IMG_5080There were too many close calls on my freeway commute this afternoon.  Each time a wild and crazy moment verged on turning into an emergency, my knuckles were white while my hands strangled the steering wheel.  I ripped one hand off the wheel to hit the horn.

While I was driving just under posted speeds, I noticed that the traffic up ahead was lighting up their brake lights.   I came up to the car in front of me just as it dramatically weaved to its right on to the shoulder of the interstate.  Appearing right in front of me and taking the entire lane was a riding zero-turn-radius mower.  My brakes groaned vigorously.  Thankfully, I dodged the blockage with a jump to the freeway shoulder.

Someone is going to be very surprised when they get to their destination and look into the back of their trailer.  While most of us who deftly sidestepped the obstacle found that thought humorous, I am sure that someone is going to be very sad.  At least that light thought made me regain my composure, return my blood pressure to normal and clear my head for the rest of my long drive back to my office.

The freeway split ahead with a gentle and wide opening for destinations north and south.  Good signage gave traffic plenty of time for merging into the correct lanes.  But, well-designed traffic patterns do not make up for distracted drivers who make decisions at the last-minute.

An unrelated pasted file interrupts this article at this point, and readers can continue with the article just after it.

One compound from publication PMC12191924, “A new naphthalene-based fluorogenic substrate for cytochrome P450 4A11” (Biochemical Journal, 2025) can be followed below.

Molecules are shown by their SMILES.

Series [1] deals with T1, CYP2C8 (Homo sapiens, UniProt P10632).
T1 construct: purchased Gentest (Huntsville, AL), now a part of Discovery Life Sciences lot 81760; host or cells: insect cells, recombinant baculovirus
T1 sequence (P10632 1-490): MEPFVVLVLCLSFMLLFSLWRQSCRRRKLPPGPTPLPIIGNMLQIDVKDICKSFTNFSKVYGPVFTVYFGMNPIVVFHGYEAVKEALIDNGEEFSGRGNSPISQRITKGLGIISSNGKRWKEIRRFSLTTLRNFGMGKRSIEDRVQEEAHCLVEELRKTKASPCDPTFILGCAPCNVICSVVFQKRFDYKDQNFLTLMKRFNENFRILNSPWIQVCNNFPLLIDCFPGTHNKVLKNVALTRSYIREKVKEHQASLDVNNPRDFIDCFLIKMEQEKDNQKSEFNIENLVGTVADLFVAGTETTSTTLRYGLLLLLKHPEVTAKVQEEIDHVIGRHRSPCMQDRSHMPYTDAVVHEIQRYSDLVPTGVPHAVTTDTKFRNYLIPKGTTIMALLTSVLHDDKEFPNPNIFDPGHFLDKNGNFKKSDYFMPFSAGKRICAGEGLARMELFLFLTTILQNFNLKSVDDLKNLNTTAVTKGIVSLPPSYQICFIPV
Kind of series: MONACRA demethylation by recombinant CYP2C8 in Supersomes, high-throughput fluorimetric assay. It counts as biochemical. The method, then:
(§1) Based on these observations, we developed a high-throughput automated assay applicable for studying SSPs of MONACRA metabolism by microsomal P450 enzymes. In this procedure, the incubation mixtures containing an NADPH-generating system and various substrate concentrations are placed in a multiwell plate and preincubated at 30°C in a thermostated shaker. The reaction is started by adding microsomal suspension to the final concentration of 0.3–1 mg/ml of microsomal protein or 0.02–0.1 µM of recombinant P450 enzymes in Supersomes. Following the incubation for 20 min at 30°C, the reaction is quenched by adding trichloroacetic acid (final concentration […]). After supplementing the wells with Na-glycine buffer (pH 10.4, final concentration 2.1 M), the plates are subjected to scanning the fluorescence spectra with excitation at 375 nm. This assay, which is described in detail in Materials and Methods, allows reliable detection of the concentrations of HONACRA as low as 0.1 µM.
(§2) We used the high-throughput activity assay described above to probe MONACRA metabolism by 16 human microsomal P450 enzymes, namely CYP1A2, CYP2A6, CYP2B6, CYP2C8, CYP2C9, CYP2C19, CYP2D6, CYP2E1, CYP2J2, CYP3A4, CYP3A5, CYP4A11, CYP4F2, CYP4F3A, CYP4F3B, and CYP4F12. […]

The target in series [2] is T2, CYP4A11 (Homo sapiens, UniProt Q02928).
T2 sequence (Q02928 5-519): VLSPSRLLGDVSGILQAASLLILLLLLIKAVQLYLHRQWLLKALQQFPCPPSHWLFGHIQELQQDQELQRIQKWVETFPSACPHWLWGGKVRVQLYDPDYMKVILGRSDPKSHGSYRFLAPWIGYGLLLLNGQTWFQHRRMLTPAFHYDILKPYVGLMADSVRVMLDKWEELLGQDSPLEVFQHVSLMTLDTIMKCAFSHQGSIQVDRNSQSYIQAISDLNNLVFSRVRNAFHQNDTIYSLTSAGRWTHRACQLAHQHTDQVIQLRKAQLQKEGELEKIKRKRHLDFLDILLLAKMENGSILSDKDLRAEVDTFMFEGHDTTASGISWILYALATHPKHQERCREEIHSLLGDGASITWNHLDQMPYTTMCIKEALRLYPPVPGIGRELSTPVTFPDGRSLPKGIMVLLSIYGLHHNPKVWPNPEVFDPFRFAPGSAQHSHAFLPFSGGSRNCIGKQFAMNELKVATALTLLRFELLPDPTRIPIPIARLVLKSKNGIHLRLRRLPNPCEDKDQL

A pickup truck heavily laden with a bed full of construction equipment was lumbering along slowly, well below the posted speeds.  No doubt its slow speed was complicated by its payload. Just as I was approaching its driver abruptly pulled into my lane while his truck bobbed and weaved under it strained suspension.

I had to braked vigorously to keep from rear-ending him.  Traffic to my left was heavy preventing any quick lane change.  My horn was sounding the alarm of both an emergency situation and a very irritated driver.  When it was safe to pass him, he was hiding his face in embarrassment.  I was just trying to catch my breath and push my heart back into my chest.

Can you imagine how many close calls fill up all of our lives?  What do you think your guardian angel would say to you when recounting how many times we were protected on any given day?

photo credit: brucefong cellphone photography

2116161This is not just another major disaster film.  At first I was nervous that it would be and the loud music, sound effects would overshadow any human interest story.  Or I did not want to see a movie that portrayed a half a dozen lives of strangers suddenly thrown together and becoming friends after surviving a terrible ordeal.

My dubious skepticism was allayed from the start.  During the first fast-paced sequence, The Rock did not disappoint me.  That is when I concluded that this was NOT a disaster flick rather it was an action film.

Ok, I admit also that I am a Dwayne Johnson fan.  When a man can look fit, strong and act also, that is a winning combination.  He is an action film hero.

The opening scene is nitro.  Maneuvering a helicopter into a narrow ravine in order to rescue a girl trapped in a car that is about ready to plunge into the valley below is harrowing.  Yet, the “cool” in our hero’s demeanor sets the stage for the movie.

Special effects add to this sensational rescue.  It is a nail-biter and very satisfying.  Then, the real story starts.

Yes, the big screen gives you your money’s worth on the unforgettable scenes.  Those who know the city of San Francisco wrench with the destruction of favorite sites.  It adds to the personal nature of the film.